This third proof is difficult, at least at first, to understand. The whole pasuk reads, “This is My menucha forever and ever, here will I dwell, for I have desired it.” According to the way Tosafos explains the pasuk, the implication emerges that Hashem dwells, as it were, in Yerushalayim and the Makom Ha’Mikdash for all eternity, even when the Beis Ha’Mikdash and the walls of Yerushalayim are in complete ruin. However, the Gemara in Rosh Ha’Shana (31a) says that the Shechina was exiled and banished from the Beis Ha’Mikdash and Yerushalayim in ten stages. First it left the Kapores to the Kruv, from there to the threshold of the Beis Ha’Mikdash, from there to the courtyard, from there to the Mizbeiach, from there to the roof, from there to the wall, from there to the city, from the city to the mountain, from the mountain to the dessert, and finally from there it went up to Shamayim.
This is not news. We all know that galus ha’Shechina is a major, focal point of the pain and suffering of the galus in which we live. This being the case, how can Tosafos say that the pasuk “This is My menucha forever and ever” proves that the kedusha of the location of the Beis Ha’Mikdash and Yerushalayim remains forever, seeing that in the context of the pasuk that would indicate that the Shechina dwells there for all eternity without interruption?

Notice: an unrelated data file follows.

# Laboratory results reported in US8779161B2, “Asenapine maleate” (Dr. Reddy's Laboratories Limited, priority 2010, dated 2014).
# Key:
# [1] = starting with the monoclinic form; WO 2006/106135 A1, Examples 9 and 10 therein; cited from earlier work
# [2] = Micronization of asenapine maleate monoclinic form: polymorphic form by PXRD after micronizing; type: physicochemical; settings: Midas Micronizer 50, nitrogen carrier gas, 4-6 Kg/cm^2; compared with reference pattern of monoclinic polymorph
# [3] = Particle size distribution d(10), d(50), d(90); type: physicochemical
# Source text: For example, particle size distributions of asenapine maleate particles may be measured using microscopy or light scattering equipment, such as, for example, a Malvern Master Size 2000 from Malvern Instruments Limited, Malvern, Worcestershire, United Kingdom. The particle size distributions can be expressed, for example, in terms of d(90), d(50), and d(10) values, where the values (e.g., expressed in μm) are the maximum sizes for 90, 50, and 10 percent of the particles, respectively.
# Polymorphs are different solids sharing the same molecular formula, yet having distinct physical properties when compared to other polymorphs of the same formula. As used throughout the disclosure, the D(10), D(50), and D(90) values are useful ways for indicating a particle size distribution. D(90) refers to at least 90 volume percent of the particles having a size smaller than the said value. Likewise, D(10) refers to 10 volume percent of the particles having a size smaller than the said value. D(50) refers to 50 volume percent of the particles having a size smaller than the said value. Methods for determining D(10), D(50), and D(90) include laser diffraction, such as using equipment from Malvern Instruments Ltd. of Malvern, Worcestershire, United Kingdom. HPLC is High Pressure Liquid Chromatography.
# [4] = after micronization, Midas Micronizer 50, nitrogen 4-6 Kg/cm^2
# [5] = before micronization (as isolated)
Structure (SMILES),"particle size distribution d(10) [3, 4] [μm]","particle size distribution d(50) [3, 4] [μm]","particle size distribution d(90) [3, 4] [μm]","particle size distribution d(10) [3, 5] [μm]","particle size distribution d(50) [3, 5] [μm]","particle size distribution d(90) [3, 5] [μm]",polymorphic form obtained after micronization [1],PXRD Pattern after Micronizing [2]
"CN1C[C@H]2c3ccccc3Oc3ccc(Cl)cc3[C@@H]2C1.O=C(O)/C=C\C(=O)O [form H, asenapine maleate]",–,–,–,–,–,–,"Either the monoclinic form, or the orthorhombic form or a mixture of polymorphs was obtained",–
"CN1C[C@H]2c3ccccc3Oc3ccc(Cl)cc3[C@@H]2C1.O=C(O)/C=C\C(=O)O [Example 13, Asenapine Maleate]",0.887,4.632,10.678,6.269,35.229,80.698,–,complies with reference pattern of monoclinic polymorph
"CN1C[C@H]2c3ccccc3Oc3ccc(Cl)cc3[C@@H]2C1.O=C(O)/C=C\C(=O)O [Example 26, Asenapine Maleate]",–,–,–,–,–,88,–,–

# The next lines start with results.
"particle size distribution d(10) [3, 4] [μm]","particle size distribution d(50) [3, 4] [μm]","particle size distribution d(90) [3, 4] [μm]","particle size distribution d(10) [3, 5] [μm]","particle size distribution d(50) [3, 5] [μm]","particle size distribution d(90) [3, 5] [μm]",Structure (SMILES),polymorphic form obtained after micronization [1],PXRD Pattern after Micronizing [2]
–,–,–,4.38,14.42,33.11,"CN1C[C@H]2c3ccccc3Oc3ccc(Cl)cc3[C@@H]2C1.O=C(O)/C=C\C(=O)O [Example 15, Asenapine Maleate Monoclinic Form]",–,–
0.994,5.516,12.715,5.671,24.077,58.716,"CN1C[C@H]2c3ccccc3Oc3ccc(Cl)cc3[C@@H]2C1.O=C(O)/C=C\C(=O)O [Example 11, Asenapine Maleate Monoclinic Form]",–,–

The truth is that this kashya could already be asked based on the well-known Medrash (Shemos Rabbah 2:2) that “the Shechina never leaves the Kosel Ha’Maaravi.” In fact, if you take a look at the Medrash inside, it seems to be a machlokes. That well-known line is attributed there to Rabi Acha. However, the Medrash starts off by quoting the opinion of Rav Shmuel bar Nachman who says, “Before the Beis Ha’Mikdash was destroyed, the Shechina dwelled within it…and once it was destroyed, the Shechina left and went up to Shamayim.”
A likely resolution to this whole conundrum is the final opinion that the Medrash brings there: “Said Rabi Yanai, even though His Shechina is in Shamayim, His eyes do see and His eyelids will discern human beings…even though it looks as though He has removed his Shechina from the Beis Ha’Mikdash [nevertheless] His eyes see and His eyelids discern people.”